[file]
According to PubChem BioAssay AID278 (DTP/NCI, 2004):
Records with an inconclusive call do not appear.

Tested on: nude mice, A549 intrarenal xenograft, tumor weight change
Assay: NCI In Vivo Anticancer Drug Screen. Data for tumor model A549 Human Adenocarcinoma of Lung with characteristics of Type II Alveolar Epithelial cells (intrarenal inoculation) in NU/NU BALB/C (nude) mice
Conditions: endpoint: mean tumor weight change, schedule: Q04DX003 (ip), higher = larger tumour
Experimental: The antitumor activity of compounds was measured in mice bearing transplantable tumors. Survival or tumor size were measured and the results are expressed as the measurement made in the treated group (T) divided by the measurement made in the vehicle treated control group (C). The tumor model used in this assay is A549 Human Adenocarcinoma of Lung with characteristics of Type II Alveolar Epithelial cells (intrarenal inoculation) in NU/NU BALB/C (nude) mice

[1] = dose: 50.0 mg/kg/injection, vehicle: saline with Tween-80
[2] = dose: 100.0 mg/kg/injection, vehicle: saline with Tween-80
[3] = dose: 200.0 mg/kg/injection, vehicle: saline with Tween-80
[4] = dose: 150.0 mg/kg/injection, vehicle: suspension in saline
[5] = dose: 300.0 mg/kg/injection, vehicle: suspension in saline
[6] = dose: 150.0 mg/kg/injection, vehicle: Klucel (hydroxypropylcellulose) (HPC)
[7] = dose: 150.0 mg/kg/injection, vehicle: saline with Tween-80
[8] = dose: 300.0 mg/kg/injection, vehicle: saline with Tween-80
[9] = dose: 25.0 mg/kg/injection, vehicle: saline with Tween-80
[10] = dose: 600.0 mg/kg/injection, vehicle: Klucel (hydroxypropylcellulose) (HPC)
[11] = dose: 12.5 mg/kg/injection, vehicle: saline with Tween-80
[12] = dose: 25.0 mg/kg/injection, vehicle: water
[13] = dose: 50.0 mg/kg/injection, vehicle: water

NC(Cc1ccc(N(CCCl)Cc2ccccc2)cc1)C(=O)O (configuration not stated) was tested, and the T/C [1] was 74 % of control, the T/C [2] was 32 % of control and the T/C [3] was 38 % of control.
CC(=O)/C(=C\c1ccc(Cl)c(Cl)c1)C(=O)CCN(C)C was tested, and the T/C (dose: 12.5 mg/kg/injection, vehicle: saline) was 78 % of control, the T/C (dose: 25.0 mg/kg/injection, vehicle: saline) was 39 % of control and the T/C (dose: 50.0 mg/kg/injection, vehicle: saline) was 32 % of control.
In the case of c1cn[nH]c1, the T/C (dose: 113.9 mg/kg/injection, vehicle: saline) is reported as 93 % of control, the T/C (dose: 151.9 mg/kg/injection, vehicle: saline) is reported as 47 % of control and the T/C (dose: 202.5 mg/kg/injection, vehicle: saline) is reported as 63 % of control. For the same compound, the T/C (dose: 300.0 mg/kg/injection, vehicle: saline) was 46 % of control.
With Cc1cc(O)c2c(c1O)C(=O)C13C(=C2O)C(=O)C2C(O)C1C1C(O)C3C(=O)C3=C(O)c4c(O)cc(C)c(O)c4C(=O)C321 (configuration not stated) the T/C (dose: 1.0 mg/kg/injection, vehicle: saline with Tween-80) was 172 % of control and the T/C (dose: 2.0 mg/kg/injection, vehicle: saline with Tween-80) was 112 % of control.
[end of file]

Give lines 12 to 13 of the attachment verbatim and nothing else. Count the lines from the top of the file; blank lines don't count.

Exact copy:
[6] = dose: 150.0 mg/kg/injection, vehicle: Klucel (hydroxypropylcellulose) (HPC)
[7] = dose: 150.0 mg/kg/injection, vehicle: saline with Tween-80